I’ll be honest that I am not fully convinced as to what investment style works, and I am alright with that since my response is to have a little bit of everything. I have an actively managed dividend portfolio, a 401(k) made up mostly of actively managed mutual funds, a whole life insurance policy, and will eventually own a passive index account.   But I think there is a mistake that most investors make, this mistake can cost them thousands if not hundreds of thousands and possibly years of retirement.

The mistake that they make can be seen in a great exchange between Sam and a blogger I never really read before but has some good stuff, Jon from FreeMoneyWisdom on Sam’s post on whether Sam should sell everything this May since he has already made 10% in the market year to date.

Sell In May And Go Away

The mistake/misunderstanding is this idea that the market is guaranteed to make 8%/year, year in and year out.  The Market Does Not Guarantee Anything. I think Sam takes a sarcastic response to Jon that I am pretty sure went over his head lol.

Market Returns Vary

I will ignore the initial problem of where Jon pulls 8% out of considering that he is holding everything from “REITs to Large/small caps” and just focus on the return of the S&P500 since that is the often quoted number.  We will assume (a huge assumption) that the S&P returns between 8% and 10% per year.  Why is it a huge assumption?  because that number includes reinvested dividends, not selling when the market drops 37% like in 2007, you own just the S&P, etc. etc.

Info taken from a cool site that even lets you calculate different time frames, MoneyChimp.

2010     14.32
2009     27.11
2008    -37.22
2007      5.46
2006     15.74
2005      4.79
2004     10.82
2003     28.72
2002    -22.27
2001    -11.98
2000     -9.11
1999     21.11
1998     28.73
1997     33.67
1996     23.06
1995     38.02
1994      1.19
1993     10.17
1992      7.60
1991     30.95
1990     -3.42
1989     32.00
1988     16.64
1987      5.69
1986     19.06
1985     32.24
1984      5.96
1983     23.13
1982     21.22
1981     -5.33
1980     32.76
1979     18.69
1978      6.41
1977     -7.78
1976     24.20
1975     38.46
1974    -26.95
1973    -15.03
1972     19.15
1971     14.54
1970      3.60
1969     -8.63
1968     11.03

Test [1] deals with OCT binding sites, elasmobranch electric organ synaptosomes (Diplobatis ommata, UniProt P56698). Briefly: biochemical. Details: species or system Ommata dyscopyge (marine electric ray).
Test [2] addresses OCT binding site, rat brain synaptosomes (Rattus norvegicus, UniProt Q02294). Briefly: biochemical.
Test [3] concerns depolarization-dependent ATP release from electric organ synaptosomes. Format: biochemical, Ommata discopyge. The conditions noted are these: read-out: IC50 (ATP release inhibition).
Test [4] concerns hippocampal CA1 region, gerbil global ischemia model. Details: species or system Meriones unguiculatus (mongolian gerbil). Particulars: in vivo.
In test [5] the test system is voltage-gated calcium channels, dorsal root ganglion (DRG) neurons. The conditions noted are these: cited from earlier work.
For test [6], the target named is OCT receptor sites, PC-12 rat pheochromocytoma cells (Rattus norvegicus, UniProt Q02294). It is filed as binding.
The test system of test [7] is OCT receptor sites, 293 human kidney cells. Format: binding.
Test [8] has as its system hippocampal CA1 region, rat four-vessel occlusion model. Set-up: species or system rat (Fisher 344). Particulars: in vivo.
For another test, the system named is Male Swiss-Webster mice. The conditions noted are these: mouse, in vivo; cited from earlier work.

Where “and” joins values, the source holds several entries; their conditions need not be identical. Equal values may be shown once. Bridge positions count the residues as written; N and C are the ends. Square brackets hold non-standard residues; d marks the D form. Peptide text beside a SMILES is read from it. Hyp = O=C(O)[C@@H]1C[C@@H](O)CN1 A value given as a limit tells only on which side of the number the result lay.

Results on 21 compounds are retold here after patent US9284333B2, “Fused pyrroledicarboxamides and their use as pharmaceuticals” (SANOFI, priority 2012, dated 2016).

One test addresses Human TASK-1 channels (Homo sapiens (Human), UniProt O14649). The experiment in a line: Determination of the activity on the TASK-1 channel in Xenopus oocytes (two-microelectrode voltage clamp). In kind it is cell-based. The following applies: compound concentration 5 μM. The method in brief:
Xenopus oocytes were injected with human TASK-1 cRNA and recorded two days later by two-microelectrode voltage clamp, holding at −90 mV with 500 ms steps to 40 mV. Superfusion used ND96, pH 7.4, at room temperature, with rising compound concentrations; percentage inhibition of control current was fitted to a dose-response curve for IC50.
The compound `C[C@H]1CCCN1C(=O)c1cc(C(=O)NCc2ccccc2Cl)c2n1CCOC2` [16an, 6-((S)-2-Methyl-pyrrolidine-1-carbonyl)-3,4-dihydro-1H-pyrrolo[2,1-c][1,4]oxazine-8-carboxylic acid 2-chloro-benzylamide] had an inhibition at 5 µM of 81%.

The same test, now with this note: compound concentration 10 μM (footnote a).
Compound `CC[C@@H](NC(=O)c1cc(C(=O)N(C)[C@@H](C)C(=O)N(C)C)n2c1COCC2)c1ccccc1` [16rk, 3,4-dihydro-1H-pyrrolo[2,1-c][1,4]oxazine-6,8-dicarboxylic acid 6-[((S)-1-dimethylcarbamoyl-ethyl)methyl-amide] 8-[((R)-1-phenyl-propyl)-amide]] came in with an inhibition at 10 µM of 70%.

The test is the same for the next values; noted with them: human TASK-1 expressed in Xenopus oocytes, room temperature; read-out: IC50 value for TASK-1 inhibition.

1967     24.45
1966    -10.36
1965     12.45
1964     16.59
1963     23.04
1962     -9.20
1961     28.51
1960     -0.74
1959     11.59
1958     43.40
1957     -9.30
1956      6.38
1955     28.22
1954     55.99
1953     -0.80
1952     18.35
1951     23.10
1950     34.28
1949     15.96
1948      9.51
1947      2.56
1946    -12.05
1945     39.35
1944     19.67
1943     23.60
1942     21.74
1941     -9.09
1940     -8.91
1939      2.98
1938     17.50
1937    -32.11
1936     32.55
1935     54.93
1934     -8.01
1933     56.79
1932     -5.81
1931    -44.20
1930    -22.72
1929     -9.46
1928     47.57
1927     37.10
1926     11.51
1925     25.83
1924     27.10
1923      5.45
1922     29.07
1921     10.15
1920    -13.95
1919     19.67
1918     18.21
1917    -18.62
1916      8.12
1915     31.20
1914     -5.39
1913     -4.73
1912      7.18
1911      3.52
1910     -3.39
1909     16.15
1908     39.47
1907    -24.21
1906      0.64
1905     21.29
1904     32.16
1903    -17.09
1902      8.28
1901     19.45
1900     20.84
1899      3.66
1898     29.32
1897     20.37
1896      3.25
1895      5.01
1894      3.63
1893    -18.79
1892      6.14
1891     18.88
1890     -6.16
1889      7.09
1888      3.34
1887     -0.64
1886     11.98
1885     30.06
1884    -12.32
1883     -5.49
1882      3.61
1881      0.27
1880     26.63
1879     49.37
1878     16.29
1877     -1.06
1876    -14.15
1875      5.44
1874      4.72
1873     -2.49
1872     11.16
1871     15.64

You have to go all the way back to 1902 to find an 8% positive return in the S&P and 10% only happened a few times in the 100+ history of the S&P.  So please don’t just assume because you invest in a diversified portfolio, or even a passive index fund on Jan 1 that on Dec 31 you’ll have 8% more money.